Members of Boy Scout troop 211 gather around Associated Press photographer Joe Rosenthal, in their meeting room at Bethesda, Md., March 30, 1945, as he autographs copies of his famous Iwo Jima picture. (AP Photo)
AP war photographer Joe Rosenthal, bottom left, looks at color prints of his Iwo Jima flag raising photo at the Einsen-Freeman Co. in Queens section of New York, April 1945. With him, from left to right are Albert Hailparn, and William Adams, vice president of Einsen-Freeman. (AP Photo/Murray Becker)
Actors James Cagney, left, and Spencer Tracy, center, show AP photographer Joe Rosenthal, right, one of the posters to be used in the movie industry's war loan drive, April 10, 1945. (AP Photo/U.S. Treasury Dept.)
Joe Rosenthal's Pulitzer Prize winning AP photo of the Feb. 23, 1945 flag raising on Mt. Suribachi, Iwo Jima, was originally misidentified by military sources. Originally identified, from left, in this vintage graphic: Pfc. Franklin R. Sousley; Pfc. Ira Hayes; Sgt. Michael Strank; Pharmacist's Mate 2nd Class John H. Bradley; Pfc. Rene A. Gagnon; Sgt. Henry O. Hansen. The Marine at far right was later correctly identified as Cpl. Harlon Block, not Hansen. (AP Photo/Joe Rosenthal)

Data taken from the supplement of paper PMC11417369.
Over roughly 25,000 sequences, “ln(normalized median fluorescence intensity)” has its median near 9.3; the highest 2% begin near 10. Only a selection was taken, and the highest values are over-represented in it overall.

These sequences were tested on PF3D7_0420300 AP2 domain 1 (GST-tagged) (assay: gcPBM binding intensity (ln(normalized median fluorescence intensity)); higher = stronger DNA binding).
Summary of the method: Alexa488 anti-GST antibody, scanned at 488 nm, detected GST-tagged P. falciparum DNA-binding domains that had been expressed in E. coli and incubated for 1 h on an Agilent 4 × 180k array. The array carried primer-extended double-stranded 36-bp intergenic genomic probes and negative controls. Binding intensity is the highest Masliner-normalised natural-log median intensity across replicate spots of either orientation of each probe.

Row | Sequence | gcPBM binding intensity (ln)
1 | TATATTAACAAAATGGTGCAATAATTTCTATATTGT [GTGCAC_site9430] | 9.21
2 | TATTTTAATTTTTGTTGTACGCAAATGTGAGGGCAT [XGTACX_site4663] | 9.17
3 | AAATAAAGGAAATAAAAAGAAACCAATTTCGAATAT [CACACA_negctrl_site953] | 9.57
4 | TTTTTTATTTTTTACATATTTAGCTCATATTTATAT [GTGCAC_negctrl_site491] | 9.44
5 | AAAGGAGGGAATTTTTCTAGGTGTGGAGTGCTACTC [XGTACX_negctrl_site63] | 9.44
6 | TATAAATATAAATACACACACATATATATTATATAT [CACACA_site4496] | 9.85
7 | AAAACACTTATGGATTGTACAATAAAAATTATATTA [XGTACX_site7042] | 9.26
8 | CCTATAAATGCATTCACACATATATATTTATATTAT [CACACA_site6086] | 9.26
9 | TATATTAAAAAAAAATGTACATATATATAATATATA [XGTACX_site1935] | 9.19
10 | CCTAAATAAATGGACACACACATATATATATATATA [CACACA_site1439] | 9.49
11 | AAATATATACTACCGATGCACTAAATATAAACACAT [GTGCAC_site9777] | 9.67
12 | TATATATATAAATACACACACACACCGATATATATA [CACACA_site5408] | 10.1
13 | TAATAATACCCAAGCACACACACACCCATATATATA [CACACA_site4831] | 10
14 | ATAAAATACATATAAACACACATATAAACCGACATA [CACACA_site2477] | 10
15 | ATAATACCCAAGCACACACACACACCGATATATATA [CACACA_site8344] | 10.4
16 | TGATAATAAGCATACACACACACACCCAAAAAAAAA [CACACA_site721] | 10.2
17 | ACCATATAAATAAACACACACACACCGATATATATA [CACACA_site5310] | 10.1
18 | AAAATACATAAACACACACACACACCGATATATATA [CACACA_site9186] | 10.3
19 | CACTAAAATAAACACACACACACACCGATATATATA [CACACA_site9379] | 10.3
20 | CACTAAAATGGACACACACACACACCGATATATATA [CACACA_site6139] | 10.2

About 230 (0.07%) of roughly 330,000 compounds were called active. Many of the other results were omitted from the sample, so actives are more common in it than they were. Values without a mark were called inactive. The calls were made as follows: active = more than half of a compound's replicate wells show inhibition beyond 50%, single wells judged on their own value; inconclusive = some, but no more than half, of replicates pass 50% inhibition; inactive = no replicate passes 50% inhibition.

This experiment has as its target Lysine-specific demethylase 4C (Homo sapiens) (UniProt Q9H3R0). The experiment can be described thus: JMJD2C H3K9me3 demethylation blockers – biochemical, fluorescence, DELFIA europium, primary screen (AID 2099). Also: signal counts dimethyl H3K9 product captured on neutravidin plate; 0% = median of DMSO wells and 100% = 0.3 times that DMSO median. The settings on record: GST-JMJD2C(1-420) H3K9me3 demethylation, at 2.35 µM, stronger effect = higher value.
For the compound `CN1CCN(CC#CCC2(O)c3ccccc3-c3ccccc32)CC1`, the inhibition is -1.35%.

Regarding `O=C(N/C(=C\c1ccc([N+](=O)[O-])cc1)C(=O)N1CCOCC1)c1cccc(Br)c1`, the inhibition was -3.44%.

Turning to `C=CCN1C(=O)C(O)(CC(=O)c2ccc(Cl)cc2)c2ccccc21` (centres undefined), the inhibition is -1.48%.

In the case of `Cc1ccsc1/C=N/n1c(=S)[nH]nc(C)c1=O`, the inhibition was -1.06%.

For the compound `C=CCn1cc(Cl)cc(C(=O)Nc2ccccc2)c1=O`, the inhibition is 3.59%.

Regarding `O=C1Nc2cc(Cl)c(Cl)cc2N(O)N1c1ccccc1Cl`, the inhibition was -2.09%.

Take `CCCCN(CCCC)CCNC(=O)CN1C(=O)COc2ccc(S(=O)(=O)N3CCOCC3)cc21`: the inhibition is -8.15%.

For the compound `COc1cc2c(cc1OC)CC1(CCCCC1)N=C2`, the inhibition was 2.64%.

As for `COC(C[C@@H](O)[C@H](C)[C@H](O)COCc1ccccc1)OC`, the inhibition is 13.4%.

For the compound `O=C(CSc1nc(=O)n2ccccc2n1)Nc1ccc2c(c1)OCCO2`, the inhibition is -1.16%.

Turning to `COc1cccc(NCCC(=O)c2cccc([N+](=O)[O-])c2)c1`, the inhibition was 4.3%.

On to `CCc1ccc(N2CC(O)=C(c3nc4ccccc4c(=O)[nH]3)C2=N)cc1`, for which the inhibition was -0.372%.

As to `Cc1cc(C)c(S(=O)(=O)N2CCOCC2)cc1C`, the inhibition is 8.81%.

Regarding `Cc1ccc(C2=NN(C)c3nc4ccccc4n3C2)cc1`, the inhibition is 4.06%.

Marine Sgt. Michael Strank of Conemaugh, PA., reported killed in action on Iwo Jima, was identified on April 8, 1945 as one of the marines shown raising the stars and stripes on Mount Suribachi in Associated Press photographer Joe Rosenthal's historic picture. (AP Photo)
Marine Sgt. Henry O. Hansen, 24, of Somerville, Mass., has been identified as a participant in the dramatic flag-raising picture taken on Iwo Jima by Associated Press photographer Joe Rosenthal. Hansen was identified by Marine Pfc. Rene Gagnon, one of the three surviving soldiers of the six-man group. (AP Photo)
Pfc. Rene A. Gagnon, one of the six Marines who raised the flag at Iwo Jima atop Mt. Suribachi, is seen April 5, 1945. He was rushing a new battery to a radio unit when he paused to help raise the flag and was immortalized in Joe Rosenthal's famous photo. (AP Photo/Staff Sgt. Fedrico Claveria/USMC)
The three surviving Marines who were in the famous photograph of the flag raising on Mt. Suribachi, Iwo Jima, are reunited in Los Angeles for the first time since the war on July 25, 1949. They are en route to Camp Pendleton to reenact their heroic roles in a movie, "The Sands of Iwo Jima." Keft to right are: Rene Gagnon, Ira Hayes and John Bradley. (AP Photo/Ira W. Guldner)
Holding the original Iwo Jima flag shown in the flag-raising photo made by AP staffer Joe Rosenthal, from left to right: Pvt. Ira Hayes, U.S. Marine Corp.; pharmacist's mate John H. Bradley, U.S. Navy; Pvt. Rene Gagnon, U.S. Marine Corp. All three, seen in New York, May 11, 1945, appear in the Iwo Jima photo. (AP Photo/John Lindsay)